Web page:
On account of the fact that on test day I had left them – in the kind of decision that you don’t really reflect on, when you make it – inside the test booklets. The test booklets that I had just spent the last hour shredding. The answer sheets were gone.
This was a bad thing.
It’s funny what goes through your head when something has been irretrievably fouled up. The fight or flee instinct kicks in. I declare that for a moment I actually considered going up to the LSO platform and quietly hurling myself into the sea, that being potentially the easier course than explaining to twenty or so of our finest – and our CO, a hard man – that I had just cost them a year of their lives, at least so far as their naval careers were concerned. Out of mere carelessness and inattention to detail – there are few higher crimes and misdemeanors for a young officer. And these weren’t first termers, but PO1′s – company men. Careerists. And I’d just screwed them.
The second thing that occurred to me – and I’m not proud of it – was to try to find a way out. A way of hiding it. No one would ever have to know. I could mail an empty box, or even not mail a box at all and then answer the inevitable queries with a, “Really? Sent it off months ago. Huh…”
But no, it would never do. All the training I’d ever received rejected it. The only thing to do was to tell the whole truth, and take my lumps, didn’t matter how hard. The task was quickly done. And the good news? There’s nothing new under the sun, and the Navy had a process for just such an eventuality: A substitute test would be delivered, administered, and graded. Everyone who took the original test would have another chance.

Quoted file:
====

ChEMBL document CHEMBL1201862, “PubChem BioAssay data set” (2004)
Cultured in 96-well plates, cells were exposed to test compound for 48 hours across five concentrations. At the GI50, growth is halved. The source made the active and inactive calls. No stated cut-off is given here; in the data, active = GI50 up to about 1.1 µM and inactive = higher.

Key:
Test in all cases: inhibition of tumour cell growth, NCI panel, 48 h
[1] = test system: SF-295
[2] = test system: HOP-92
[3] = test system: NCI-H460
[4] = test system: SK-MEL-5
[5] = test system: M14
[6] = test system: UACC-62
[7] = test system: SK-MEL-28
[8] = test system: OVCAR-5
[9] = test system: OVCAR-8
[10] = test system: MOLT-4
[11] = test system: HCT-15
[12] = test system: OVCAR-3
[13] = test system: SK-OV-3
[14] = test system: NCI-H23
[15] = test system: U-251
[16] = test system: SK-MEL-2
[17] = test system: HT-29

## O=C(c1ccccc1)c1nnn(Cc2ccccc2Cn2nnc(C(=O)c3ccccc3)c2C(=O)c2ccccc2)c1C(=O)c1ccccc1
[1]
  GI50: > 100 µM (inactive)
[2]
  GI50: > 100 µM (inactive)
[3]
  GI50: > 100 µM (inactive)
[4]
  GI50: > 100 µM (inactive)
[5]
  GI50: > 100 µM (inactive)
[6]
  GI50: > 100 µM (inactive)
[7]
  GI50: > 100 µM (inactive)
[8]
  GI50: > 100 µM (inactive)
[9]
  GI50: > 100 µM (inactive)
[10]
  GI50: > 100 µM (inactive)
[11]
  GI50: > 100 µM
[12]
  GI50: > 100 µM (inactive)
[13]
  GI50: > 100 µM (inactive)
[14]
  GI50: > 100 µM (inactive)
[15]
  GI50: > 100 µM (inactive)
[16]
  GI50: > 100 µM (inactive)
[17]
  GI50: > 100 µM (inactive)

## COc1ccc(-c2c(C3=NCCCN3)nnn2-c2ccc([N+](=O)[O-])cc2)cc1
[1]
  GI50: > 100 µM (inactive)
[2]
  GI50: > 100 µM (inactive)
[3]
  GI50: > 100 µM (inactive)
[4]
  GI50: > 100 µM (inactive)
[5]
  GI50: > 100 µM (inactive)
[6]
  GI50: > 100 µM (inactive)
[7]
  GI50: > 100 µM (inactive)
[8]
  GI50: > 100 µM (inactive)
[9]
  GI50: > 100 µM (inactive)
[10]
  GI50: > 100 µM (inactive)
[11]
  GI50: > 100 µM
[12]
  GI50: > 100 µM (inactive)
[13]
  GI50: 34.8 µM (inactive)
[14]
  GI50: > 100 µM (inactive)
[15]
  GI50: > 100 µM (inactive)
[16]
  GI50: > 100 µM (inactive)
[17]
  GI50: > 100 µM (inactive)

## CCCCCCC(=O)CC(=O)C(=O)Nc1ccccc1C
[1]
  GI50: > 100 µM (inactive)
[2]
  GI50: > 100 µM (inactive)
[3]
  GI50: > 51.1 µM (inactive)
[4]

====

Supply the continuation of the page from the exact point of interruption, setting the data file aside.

But I learned from that how things could go wrong in a hurry. And how you could want so much to make them go away.
Pat Tillman was already a kind of hero when he decided to leave the NFL and become a different kind of hero altogether. The fact that he was killed by friendly fire while his unit was engaged in combat is a footnote to his life, not the defining feature. The Army isn’t for the faint of heart in peacetime, and the bad things that can happen to you don’t get rarer when the bullets are snapping and whining in earnest.
First reports are always wrong, and there’s no telling what the first officer in Tillman’s chain of command was told when he heard the news that the granite-jawed NFL star under his command had been killed in action. Assumptions were probably made as that unwelcome information was sent up-echelon while front-line barrels were still smoking hot. It wasn’t until later that the unwelcome truth was determined, I suspect.